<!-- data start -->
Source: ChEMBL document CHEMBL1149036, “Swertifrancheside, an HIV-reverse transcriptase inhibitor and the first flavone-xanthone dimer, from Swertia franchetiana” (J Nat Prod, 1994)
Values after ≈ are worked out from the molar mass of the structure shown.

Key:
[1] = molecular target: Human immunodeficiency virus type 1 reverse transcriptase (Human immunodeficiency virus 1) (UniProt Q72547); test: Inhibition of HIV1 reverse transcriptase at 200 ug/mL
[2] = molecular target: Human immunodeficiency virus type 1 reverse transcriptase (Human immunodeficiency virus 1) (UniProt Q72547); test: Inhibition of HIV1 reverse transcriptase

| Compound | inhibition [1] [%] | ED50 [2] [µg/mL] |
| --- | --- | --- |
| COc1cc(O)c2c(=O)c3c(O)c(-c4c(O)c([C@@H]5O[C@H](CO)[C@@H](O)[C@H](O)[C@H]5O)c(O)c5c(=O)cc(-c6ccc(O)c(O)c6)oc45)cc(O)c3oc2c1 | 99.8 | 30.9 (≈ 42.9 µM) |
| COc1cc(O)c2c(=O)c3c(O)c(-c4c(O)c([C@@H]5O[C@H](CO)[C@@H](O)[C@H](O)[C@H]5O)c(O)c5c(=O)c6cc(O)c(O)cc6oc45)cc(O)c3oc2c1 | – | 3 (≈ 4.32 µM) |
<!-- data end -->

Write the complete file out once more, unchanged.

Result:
Source: ChEMBL document CHEMBL1149036, “Swertifrancheside, an HIV-reverse transcriptase inhibitor and the first flavone-xanthone dimer, from Swertia franchetiana” (J Nat Prod, 1994)
Values after ≈ are worked out from the molar mass of the structure shown.

Key:
[1] = molecular target: Human immunodeficiency virus type 1 reverse transcriptase (Human immunodeficiency virus 1) (UniProt Q72547); test: Inhibition of HIV1 reverse transcriptase at 200 ug/mL
[2] = molecular target: Human immunodeficiency virus type 1 reverse transcriptase (Human immunodeficiency virus 1) (UniProt Q72547); test: Inhibition of HIV1 reverse transcriptase

| Compound | inhibition [1] [%] | ED50 [2] [µg/mL] |
| --- | --- | --- |
| COc1cc(O)c2c(=O)c3c(O)c(-c4c(O)c([C@@H]5O[C@H](CO)[C@@H](O)[C@H](O)[C@H]5O)c(O)c5c(=O)cc(-c6ccc(O)c(O)c6)oc45)cc(O)c3oc2c1 | 99.8 | 30.9 (≈ 42.9 µM) |
| COc1cc(O)c2c(=O)c3c(O)c(-c4c(O)c([C@@H]5O[C@H](CO)[C@@H](O)[C@H](O)[C@H]5O)c(O)c5c(=O)c6cc(O)c(O)cc6oc45)cc(O)c3oc2c1 | – | 3 (≈ 4.32 µM) |